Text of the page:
By now there was no sound in the dining area. The voices of patrons were hushed with just the clink of silverware audible as the four sat in silence. “It was more like a church service” than a five-and-dime store, according to McCain. An older black Woolworth's employee, probably worried about her job or maybe their safety, came out of the kitchen and suggested the students should follow the rules. The four had discussed night after night in their dorm rooms their mistrust of anyone over 18 years old. “They’ve had a lifetime to do something,” McCain remembered, but he and his close friends felt they had seen little change, so they were indifferent to the reprimand and suggestion not to cause any trouble. Next, the store manager, Clarence “Curly” Harris came over and beseeched the students to rethink their actions before they got into trouble. Still, they remained in their seats.
Eventually, a police officer entered the store and spoke with Harris. When he walked behind the four students and took out his Billy club, McCain recalled thinking: “This is it.” The cop paced back and forth behind the activists, hitting his night stick against his hand. “That was unsettling,” McNeil told me, but the four sat still and the threat elicited no response. After he had paced back and forth without saying a word or escalating the situation, the activists began to understand the power they could find in nonviolence as they realized the officer didn’t know what to do, and soon left.
The last person to approach the Greensboro Four on that first day was an elderly white lady, who rose from her seat in the counter area and walked over toward McCain. She sat down next to him and looked at the four students and told them she was disappointed in them. McCain, in his Air Force ROTC uniform was ready to defend his actions, but remained calm and asked the woman: “Ma’am, why are you disappointed in us for asking to be served like everyone else?” McCain recalled the woman looking at them, putting her hand on Joe McNeil’s shoulder and saying, “I’m disappointed it took you so long to do this.”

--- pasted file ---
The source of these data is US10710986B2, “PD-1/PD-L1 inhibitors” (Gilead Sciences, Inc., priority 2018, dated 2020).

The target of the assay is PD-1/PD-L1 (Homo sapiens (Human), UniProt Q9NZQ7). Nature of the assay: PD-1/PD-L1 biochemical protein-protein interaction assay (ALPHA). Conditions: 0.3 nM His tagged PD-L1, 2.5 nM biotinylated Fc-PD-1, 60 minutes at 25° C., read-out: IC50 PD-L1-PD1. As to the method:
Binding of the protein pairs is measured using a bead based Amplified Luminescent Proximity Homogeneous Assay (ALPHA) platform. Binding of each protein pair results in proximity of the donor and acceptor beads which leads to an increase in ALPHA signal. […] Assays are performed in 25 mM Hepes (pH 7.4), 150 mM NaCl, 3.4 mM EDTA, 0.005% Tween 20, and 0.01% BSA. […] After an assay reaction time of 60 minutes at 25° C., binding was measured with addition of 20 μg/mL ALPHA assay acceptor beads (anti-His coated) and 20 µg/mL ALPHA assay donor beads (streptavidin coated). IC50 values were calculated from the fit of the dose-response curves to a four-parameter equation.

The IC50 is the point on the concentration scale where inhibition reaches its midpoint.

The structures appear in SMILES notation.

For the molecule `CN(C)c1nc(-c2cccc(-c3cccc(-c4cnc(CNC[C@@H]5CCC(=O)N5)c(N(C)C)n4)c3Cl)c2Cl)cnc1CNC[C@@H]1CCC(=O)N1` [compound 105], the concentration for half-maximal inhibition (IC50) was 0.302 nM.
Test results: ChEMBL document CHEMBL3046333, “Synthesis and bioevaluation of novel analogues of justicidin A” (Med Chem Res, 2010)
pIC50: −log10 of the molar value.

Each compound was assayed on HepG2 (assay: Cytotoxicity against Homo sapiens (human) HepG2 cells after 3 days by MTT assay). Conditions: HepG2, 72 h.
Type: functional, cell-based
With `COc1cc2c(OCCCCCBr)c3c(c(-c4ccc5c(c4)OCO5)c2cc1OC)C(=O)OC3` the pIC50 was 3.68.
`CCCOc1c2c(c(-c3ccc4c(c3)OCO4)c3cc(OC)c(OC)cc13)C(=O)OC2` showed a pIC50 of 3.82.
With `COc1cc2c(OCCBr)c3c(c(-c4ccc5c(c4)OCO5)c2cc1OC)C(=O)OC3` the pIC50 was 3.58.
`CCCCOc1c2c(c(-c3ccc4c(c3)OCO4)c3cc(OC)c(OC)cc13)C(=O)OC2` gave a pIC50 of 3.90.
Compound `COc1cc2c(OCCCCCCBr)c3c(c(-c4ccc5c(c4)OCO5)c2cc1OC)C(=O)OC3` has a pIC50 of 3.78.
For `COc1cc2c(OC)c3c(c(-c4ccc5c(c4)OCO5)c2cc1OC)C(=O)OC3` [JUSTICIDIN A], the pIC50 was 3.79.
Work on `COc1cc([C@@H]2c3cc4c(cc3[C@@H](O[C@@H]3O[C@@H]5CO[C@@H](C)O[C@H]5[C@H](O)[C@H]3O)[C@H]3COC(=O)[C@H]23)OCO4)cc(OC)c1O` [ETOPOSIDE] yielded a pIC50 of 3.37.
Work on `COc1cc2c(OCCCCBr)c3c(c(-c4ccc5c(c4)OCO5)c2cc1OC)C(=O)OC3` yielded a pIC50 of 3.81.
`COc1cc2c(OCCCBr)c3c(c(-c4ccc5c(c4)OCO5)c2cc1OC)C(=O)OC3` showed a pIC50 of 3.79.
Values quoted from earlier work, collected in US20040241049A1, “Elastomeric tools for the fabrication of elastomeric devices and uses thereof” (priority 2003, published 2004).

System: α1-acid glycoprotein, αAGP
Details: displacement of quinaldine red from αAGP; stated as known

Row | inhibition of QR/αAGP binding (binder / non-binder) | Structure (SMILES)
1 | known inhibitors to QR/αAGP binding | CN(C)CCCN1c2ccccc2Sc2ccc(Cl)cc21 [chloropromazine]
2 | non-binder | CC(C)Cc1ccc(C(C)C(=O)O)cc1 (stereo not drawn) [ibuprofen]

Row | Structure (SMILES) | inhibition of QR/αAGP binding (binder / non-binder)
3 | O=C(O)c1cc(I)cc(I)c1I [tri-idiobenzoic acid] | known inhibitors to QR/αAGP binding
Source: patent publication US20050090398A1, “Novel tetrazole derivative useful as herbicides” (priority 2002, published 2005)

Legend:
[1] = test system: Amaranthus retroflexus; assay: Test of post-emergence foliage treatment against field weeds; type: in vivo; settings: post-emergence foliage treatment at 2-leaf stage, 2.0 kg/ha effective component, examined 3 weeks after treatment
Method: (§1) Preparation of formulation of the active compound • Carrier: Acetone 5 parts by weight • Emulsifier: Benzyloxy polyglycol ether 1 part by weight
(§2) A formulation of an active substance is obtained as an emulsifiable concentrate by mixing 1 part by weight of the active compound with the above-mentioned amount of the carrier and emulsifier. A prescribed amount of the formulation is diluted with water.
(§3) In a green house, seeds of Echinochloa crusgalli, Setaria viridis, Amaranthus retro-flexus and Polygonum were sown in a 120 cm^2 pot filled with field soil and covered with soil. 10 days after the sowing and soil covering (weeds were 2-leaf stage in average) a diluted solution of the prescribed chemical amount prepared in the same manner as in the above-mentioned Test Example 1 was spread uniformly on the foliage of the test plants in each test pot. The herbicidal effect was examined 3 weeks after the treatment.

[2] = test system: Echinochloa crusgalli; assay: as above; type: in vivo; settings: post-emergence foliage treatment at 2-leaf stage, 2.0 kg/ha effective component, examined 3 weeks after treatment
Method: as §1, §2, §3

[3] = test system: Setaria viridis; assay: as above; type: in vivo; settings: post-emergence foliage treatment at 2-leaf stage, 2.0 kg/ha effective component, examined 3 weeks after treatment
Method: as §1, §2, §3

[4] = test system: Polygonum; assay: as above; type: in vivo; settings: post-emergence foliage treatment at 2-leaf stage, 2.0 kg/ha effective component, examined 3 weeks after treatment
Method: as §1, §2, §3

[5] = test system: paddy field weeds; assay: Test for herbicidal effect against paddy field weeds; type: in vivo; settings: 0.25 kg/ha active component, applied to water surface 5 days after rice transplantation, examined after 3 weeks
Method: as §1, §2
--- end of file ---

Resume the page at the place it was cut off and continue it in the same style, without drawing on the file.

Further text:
There was no stopping the sit-in now.
By simply taking a seat at the counter, asking to be served, and continuing to sit peacefully and quietly, the Greensboro Four had paralyzed the store, its staff, its patrons and the police for hours that Monday afternoon. None of them expected to freely walk out of Woolworth's that day. It seemed much more likely they’d be carted off to jail or possibly carried out in a pine box, but when a flummoxed Harris announced that the store would close early and the young men got up to leave, they felt victorious. “People take on religion to try to get that feeling,” McCain said.
The action of the Greensboro Four on February 1 was an incredible act of courage, but it wasn’t unique. There had been previous sit-ins. In 1957, for instance, seven African Americans staged one at the segregated Royal Ice Cream Parlor in Durham, North Carolina. What made Greensboro different was how it grew from a courageous moment to a revolutionary movement. The combination of organic and planned ingredients came together to create an unprecedented youth activism that changed the direction of the Civil Rights Movement and the nation itself. The results of this complex and artful recipe are difficult to faithfully replicate. Besides the initial, somewhat spontaneous February 1 act of courage, more components were needed.